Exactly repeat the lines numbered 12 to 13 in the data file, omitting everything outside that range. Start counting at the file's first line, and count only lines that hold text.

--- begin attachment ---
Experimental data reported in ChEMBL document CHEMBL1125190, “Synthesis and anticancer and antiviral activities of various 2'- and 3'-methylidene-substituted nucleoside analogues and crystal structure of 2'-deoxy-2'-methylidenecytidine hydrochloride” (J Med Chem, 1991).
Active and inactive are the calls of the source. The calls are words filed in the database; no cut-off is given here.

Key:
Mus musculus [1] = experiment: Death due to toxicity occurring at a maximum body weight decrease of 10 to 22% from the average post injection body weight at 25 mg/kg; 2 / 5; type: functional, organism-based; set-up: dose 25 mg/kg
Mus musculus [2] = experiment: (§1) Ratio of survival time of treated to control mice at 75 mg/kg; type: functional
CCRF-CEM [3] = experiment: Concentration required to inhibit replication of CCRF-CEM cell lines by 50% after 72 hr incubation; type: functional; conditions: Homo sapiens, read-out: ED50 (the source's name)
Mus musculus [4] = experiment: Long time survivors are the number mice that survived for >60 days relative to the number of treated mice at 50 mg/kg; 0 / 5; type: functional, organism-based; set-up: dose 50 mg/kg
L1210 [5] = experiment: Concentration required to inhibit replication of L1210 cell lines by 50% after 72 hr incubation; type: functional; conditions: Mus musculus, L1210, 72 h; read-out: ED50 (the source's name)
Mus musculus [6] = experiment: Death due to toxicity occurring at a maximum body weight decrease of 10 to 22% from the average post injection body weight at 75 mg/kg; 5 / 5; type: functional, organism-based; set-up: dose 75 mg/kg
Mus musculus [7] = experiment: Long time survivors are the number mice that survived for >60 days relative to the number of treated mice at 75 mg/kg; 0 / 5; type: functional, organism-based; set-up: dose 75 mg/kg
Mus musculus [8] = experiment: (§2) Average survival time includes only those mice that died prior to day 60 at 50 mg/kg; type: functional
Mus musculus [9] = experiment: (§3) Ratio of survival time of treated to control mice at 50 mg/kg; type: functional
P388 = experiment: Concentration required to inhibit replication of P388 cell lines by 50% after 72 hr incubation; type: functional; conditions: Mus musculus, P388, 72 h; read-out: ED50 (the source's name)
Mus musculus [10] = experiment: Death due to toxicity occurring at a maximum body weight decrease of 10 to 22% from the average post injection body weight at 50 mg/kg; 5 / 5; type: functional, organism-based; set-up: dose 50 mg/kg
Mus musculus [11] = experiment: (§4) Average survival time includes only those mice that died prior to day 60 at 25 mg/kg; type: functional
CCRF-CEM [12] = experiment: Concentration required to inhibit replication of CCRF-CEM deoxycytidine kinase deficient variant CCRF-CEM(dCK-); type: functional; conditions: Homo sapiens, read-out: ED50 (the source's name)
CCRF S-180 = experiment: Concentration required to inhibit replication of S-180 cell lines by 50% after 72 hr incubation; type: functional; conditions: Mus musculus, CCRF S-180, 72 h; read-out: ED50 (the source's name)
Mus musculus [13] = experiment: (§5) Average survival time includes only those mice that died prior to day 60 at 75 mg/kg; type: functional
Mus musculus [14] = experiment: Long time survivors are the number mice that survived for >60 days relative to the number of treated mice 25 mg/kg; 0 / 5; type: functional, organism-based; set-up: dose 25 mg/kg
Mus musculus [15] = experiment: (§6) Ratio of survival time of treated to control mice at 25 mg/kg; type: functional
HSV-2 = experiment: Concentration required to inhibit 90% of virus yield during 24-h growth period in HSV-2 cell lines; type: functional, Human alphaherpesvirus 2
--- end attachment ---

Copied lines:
Mus musculus [9] = experiment: (§3) Ratio of survival time of treated to control mice at 50 mg/kg; type: functional
P388 = experiment: Concentration required to inhibit replication of P388 cell lines by 50% after 72 hr incubation; type: functional; conditions: Mus musculus, P388, 72 h; read-out: ED50 (the source's name)